Ticket prices to The Heart of Hungary: $35 General, $5 Students, $60 ($25 extra for recording funds). Groups save 15% when you purchase 10 or more Adult tickets for the performance. Tickets are available online at: For more information, or to purchase tickets by phone, call: 720-443-0565.

Jeff Nytch Violin Concerto: Costa Concordia
Béla Bartók Divertimento for String Orchestra

About Pro Musica Colorado Chamber Orchestra and Cynthia Katsarelis, Music Director and Conductor

Now in its sixth season, Pro Musica Colorado Chamber Orchestra has many of Colorado’s finest musicians, and is committed to impassioned performances of repertoire ranging from the classic to the cutting edge.

Cynthia Katsarelis has served with the Cincinnati Symphony, Pops and May Festival, the Greensboro (N.C.) Symphony, and has conducted many professional, college, and youth orchestras. She has assisted James Conlon, Keith Lockhart, Erich Kunzel and Michael Christie. Most recently she conducted the Colorado Music Festival’s Young People’s Concerts. Katsarelis is a graduate of the Peabody Conservatory of the Johns Hopkins University, with degrees in both violin and conducting. READ MORE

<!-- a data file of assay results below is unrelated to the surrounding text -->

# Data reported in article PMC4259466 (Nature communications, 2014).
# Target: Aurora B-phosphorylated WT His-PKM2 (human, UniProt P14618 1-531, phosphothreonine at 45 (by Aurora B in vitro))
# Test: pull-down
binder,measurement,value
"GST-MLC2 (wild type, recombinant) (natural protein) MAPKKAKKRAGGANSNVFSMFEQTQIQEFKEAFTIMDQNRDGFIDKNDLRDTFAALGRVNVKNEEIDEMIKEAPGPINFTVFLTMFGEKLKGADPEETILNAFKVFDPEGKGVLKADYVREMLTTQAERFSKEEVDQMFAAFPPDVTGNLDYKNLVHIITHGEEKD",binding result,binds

About Edward Dusinberre, violinist

Edward Dusinberre was born in 1968 in Leamington Spa, England, and has enjoyed playing the violin from a young age. His early experiences as concertmaster of the National Youth Orchestra of Great Britain encouraged him to choose music as a profession. He studied with the Ukrainian violinist Felix Andrievsky at the Royal College of Music in London and at the Juilliard School with Dorothy DeLay and Piotr Milewski.  In 1990 he won the British Violin Recital Prize and gave his debut recital in London at the Purcell Room, South Bank Centre. Upon completion of his studies at Juilliard, Dusinberre auditioned for the Takács Quartet, which he joined in 1993.

In July 2010 Edward released a recording of Beethoven's violin sonatas no. 9 and 10 with pianist David Korevaar on the Decca label. Andrew Clements wrote in the Guardian newspaper; “Edward Dusinberre brings the same wonderfully subtle and intensely musical qualities to these two violin sonatas as he does to Beethoven’s quartets…” READ MORE

About Jeffrey Nytch, composer
Jeffrey Nytch enjoys a rich and diverse career as a composer, performer, educator and advocate – but it hasn’t been a straight line getting there. He spent much of his teen years exercising an uncanny ability to make money in the stock market, and dreamed of someday going to Wall Street and conquering the world. Then there was his study of geology, which nearly took him down a different path altogether. But throughout it all, music has been the abiding passion of his heart; in the end, it won out with his career as well.

What followed has been a professional odyssey of sorts, involving an accomplished composition career, various teaching positions, a five-year stint as an arts administrator, and an assortment of day jobs ranging from managing a small business to serving as a minor administrative cog within the machine of a very large university. READ MORE